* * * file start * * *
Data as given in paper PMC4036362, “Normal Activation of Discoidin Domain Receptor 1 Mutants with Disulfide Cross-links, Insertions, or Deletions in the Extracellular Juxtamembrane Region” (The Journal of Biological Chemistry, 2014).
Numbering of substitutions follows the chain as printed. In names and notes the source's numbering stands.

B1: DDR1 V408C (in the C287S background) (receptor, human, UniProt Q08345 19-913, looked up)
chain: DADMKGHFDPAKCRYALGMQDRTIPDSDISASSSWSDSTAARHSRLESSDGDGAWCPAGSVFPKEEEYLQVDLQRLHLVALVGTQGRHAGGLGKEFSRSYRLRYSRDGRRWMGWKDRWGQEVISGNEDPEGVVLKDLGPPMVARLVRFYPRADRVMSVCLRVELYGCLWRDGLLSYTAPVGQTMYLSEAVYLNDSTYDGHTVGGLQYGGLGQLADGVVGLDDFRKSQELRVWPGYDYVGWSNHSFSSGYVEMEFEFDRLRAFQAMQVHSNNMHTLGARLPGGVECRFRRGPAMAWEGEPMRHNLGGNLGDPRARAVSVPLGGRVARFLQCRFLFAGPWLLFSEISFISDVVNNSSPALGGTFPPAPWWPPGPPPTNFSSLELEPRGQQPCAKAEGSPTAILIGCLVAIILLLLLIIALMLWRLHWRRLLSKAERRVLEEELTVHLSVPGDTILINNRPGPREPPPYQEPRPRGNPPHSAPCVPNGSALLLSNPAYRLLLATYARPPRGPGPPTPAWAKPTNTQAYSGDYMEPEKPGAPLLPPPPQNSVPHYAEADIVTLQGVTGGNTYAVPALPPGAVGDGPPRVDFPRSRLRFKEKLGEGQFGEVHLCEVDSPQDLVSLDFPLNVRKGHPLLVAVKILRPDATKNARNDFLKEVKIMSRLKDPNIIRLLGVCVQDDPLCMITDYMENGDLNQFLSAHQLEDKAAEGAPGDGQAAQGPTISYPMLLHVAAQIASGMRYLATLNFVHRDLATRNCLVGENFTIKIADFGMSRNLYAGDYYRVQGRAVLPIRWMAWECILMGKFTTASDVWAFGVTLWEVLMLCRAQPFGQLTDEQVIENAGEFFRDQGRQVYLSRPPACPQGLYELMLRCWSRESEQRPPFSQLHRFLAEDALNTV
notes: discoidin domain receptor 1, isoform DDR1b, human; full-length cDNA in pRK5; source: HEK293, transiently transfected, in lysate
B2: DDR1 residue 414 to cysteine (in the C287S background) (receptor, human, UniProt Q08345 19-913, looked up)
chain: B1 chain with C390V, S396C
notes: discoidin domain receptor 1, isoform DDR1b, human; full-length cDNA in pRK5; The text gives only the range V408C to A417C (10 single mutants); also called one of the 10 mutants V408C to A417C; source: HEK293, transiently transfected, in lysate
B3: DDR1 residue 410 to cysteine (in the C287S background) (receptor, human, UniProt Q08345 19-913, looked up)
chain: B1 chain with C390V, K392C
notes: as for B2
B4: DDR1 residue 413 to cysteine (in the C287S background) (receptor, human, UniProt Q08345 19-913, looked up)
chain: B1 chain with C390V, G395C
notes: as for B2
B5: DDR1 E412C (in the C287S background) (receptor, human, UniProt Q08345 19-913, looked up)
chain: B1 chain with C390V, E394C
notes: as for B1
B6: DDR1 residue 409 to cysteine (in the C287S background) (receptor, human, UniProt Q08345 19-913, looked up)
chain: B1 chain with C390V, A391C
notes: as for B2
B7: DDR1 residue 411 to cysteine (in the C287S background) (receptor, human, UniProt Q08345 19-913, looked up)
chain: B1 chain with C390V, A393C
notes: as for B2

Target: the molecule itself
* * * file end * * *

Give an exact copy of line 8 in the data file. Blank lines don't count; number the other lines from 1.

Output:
notes: discoidin domain receptor 1, isoform DDR1b, human; full-length cDNA in pRK5; The text gives only the range V408C to A417C (10 single mutants); also called one of the 10 mutants V408C to A417C; source: HEK293, transiently transfected, in lysate